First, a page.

By David A. Wise
UW-Milwaukee Chancellor Carlos Santiago today told the Greater Milwaukee Committee about the school’s plans for expanding its water research facilities and opening the nation’s first graduate school of freshwater science, but he tempered his outlook with a bit of restraint.
“I do have to caution myself because sometimes my optimism goes a little further than it should,” he said.
In addition to the new graduate school, plans to support the water industry include building a new $15 million modular water research vessel, expanding the current Water Institute and marine operations facility and building a new building on the lakefront to house the administrative functions of the school’s freshwater programs and serve as a place to showcase the water industry.
Santiago’s discussion of the university’s water research plans came during GMC’s annual meeting at the University Club in Milwaukee. Santiago also touched on plans to build an academic health center and a biomedical engineering campus in addition to the freshwater initiatives.
He said the UW-System Board of Regents has approved a $240 million capital program over six years for the school, of which the university would raise $60 million, to support those efforts.
“I see a great deal of hope,” Santiago said. “Despite the economy, despite the difficult times, I’m optimistic.”
But he noted that the optimism comes with caution, as so far in the five years he’s been at UWM, the university has not yet hired appreciably more faculty for these initiatives, has built no new academic facilities, and has not purchased any additional acreage.
“In the five years that I’ve been here, we still do not have, from my perspective, a sense of imperative, a sense that this is an urgent initiative,” Santiago said.
Badger Meter CEO Rich Meeusen also discussed efforts underway to advance the water technology industry in Milwaukee, noting that the water technology sector got its start in the area in the 1800s to support water-intensive industries like brewing and tanneries.
Today, Meeusen said, the Milwaukee area is home to 120 water technology companies, including five of the 11 largest globally with major operations in the region. The sector employs 20,000 people in the area and is responsible for producing about 4 percent of the world’s water technology, he said.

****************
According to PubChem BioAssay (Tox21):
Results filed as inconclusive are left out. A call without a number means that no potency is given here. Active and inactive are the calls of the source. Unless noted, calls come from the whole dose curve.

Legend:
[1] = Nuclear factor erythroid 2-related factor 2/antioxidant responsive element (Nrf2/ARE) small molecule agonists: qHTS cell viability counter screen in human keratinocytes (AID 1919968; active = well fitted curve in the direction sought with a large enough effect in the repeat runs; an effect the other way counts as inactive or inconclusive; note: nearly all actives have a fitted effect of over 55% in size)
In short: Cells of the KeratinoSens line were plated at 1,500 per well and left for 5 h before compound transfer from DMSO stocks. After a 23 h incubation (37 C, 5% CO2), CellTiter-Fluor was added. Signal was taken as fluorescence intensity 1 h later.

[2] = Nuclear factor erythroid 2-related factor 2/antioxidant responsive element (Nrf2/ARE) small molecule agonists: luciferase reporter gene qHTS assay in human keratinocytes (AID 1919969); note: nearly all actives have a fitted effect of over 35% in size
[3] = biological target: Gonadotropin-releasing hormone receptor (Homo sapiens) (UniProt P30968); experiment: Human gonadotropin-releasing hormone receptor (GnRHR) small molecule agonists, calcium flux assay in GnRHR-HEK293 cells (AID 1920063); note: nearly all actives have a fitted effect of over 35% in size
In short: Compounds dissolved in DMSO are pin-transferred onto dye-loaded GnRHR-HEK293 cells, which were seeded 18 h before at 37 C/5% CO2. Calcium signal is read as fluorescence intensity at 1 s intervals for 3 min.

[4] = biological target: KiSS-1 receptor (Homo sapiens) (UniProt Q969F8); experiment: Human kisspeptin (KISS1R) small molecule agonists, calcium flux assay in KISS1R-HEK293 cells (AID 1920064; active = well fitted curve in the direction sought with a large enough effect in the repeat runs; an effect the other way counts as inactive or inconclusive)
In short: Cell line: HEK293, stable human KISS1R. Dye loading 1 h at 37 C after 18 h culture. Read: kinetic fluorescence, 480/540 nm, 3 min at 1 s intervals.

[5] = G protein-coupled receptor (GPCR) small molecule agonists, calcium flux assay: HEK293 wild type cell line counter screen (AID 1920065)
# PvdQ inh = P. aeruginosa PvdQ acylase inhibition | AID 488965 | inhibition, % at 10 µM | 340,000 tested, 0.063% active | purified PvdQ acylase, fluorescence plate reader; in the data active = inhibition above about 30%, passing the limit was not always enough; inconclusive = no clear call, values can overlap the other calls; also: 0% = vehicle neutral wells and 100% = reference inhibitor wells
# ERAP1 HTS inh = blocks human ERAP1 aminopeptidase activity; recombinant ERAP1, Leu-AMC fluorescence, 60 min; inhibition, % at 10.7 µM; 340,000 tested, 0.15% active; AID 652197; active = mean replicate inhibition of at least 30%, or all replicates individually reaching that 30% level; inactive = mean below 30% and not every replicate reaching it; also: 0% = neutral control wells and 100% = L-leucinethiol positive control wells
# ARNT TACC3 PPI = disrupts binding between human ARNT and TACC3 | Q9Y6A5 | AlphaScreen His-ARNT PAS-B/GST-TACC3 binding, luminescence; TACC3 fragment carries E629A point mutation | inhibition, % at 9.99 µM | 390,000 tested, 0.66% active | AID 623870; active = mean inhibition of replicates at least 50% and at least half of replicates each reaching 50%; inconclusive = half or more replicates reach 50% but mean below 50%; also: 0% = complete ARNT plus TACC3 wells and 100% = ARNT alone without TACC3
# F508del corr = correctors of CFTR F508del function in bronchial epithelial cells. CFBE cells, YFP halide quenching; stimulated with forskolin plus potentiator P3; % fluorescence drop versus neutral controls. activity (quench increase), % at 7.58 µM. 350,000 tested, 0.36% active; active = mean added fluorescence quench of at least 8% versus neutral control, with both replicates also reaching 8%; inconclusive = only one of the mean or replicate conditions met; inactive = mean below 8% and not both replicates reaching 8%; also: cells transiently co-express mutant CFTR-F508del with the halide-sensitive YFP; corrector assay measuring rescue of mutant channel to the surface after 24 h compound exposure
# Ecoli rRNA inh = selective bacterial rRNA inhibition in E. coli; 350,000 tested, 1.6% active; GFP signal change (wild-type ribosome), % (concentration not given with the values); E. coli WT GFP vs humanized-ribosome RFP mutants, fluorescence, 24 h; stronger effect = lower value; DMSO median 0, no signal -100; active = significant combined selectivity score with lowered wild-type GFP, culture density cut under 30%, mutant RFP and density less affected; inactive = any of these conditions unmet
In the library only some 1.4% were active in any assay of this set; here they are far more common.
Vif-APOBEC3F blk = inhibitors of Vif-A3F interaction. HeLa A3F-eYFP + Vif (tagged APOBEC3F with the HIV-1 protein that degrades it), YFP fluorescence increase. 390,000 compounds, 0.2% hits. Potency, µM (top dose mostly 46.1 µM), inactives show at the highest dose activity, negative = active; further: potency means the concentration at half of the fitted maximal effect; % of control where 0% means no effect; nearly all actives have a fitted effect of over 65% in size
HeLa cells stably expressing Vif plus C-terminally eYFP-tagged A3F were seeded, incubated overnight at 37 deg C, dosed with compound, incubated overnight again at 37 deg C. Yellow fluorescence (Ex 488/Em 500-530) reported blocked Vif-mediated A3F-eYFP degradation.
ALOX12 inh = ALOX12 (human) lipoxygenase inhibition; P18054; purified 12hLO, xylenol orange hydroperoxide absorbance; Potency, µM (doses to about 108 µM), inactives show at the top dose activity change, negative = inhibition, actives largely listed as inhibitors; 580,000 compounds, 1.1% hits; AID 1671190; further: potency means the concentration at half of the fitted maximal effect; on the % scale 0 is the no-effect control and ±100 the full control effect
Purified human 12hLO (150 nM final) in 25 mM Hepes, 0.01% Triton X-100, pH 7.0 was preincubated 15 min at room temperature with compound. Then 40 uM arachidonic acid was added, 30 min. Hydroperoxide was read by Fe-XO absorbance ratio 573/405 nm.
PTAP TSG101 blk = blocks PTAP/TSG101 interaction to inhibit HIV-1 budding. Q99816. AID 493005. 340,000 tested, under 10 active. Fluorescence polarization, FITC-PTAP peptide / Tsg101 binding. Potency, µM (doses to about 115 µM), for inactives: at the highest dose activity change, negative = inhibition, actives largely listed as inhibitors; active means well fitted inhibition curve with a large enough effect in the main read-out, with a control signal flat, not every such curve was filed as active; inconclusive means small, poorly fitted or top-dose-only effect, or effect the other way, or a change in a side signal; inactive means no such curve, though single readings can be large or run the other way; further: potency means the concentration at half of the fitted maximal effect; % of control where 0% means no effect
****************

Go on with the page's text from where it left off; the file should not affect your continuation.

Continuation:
Further developing the industry requires bringing together industry, investment, university, government and environmental interests to support the effort, which the Milwaukee 7 Water Council, which Meeusen co-chairs, aims to do.
“We are trying to get all of the parties together and we are doing it,” Meeusen said.
The council has a commitment for $800,000 in internships, is working on a technology transfer program with area universities and is developing a visiting executives program to promote Milwaukee’s water technology sector.
The group is also applying to the United Nations Global Cities program to become recognized as a region of excellence for water, Meeusen said.
Today’s meeting also saw Lynde and Harry Bradley Foundation President Michael Grebe officially take the helm of the Greater Milwaukee Committee as its new chairman.
Former Chairman Ed Zore, president and chief executive of Northwestern Mutual, remarked at the luncheon that he was pleased with the work the GMC has accomplished under his last two years leading the group. Zore highlighted the group’s work in the areas of public transit, public education, the Milwaukee 7 regional economic development initiative and community cultural assets.
Grebe, who Zore referred to as “Mr. Milwaukee,” shared few comments upon officially being installed, except to make a few administrative announcements and adjourn the meeting after joking that he gave “a fair amount of thought” as to what to say, but would adjourn “in an effort to get off to an upbeat and perhaps uplifting start.”